I Want to Ride My Bicycle

June is the official Bike Month. So get out and ride your bike! Cycling is a great way to enjoy the sun and get exercise, and you can ride your bike to work, so you don’t have to set aside a ton of extra time to do it.


One of the main reasons cycling is great is because it targets some of the largest muscles in your body–quad muscles, hamstrings, and glutes, just to name a few. This cardio exercise also targets different muscles during each pedal stroke. Each portion of the pedal stroke engages a different muscle or set of muscles to complete.


With how much your legs are worked, it leaves you open to stiffness, soreness, and strains. Massage helps reduce the effects of all three by pushing lactic acid out of your muscles, allowing your tissues to function better. The position your body is in for extended periods of time for cycling can also cause neck and back pain. We’ve talked about neck pain and disc issues in your back before. Massage again reduces the effects of strained muscles in your neck and back from holding your body in that specific position. The American Orthopedic Society of Sports Medicine talks about how important it is to have your bicycle fit your body correctly to prevent neck, shoulder, back, and other pains that can easily be avoided.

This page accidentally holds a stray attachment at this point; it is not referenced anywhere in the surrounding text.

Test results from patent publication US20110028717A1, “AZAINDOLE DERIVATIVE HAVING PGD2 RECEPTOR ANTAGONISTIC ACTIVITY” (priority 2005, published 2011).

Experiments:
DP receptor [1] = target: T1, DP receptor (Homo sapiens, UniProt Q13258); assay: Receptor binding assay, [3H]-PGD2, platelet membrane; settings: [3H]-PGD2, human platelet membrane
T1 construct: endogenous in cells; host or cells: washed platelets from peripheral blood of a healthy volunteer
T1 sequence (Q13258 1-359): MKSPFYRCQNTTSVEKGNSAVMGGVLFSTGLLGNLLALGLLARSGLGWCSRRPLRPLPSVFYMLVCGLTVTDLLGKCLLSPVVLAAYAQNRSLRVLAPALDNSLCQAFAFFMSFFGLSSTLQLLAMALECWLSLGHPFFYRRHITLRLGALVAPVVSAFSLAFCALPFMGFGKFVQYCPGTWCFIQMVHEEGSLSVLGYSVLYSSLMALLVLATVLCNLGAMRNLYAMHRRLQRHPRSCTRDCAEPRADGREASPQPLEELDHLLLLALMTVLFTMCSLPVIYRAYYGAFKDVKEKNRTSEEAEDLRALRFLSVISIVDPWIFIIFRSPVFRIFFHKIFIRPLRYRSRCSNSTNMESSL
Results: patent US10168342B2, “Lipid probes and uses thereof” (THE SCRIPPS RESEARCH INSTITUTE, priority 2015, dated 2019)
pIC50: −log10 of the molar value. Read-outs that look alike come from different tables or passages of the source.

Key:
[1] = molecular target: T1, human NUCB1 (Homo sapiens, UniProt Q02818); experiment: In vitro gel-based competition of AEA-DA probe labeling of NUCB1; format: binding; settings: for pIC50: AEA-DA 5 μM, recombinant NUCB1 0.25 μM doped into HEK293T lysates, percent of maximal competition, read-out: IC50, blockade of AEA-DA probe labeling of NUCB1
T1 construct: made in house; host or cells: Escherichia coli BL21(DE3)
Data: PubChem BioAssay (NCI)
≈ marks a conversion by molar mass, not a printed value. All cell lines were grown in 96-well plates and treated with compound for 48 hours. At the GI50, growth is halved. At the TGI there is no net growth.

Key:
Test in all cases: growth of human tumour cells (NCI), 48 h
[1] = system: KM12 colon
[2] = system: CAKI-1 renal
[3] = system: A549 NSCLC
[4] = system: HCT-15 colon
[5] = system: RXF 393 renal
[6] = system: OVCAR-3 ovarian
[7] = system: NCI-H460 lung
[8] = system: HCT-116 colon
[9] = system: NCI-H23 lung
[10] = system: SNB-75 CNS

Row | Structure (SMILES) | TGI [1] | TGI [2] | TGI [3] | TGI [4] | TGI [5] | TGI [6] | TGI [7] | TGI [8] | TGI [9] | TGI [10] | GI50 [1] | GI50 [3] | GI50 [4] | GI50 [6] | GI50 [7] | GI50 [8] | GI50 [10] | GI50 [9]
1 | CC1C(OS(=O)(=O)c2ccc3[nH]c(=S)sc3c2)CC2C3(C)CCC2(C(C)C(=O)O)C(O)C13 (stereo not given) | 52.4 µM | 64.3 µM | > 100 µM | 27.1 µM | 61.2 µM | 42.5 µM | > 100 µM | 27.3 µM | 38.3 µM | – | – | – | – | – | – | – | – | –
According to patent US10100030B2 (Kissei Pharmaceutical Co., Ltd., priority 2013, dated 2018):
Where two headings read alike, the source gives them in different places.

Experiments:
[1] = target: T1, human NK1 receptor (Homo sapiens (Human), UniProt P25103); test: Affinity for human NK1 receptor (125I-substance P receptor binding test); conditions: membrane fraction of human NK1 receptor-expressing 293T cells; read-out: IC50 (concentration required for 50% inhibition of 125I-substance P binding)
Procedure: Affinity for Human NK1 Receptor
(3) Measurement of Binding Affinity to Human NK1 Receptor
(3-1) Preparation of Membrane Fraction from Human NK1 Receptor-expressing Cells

Cycling, as with any sport, also comes with its own set of injuries. Some of the obvious ones are knee pain or foot and ankle numbness. However, one of the most common is head injury. This can vary from a small bruise on the cheek to a serious brain injury.  In that same article, the AOSSM talks about quite a few possible injuries and they talk about when to seek the help of a physician, which you should with any major injury. However serious or minor an ache, pain, or injury is, your Licensed Massage Therapist can help.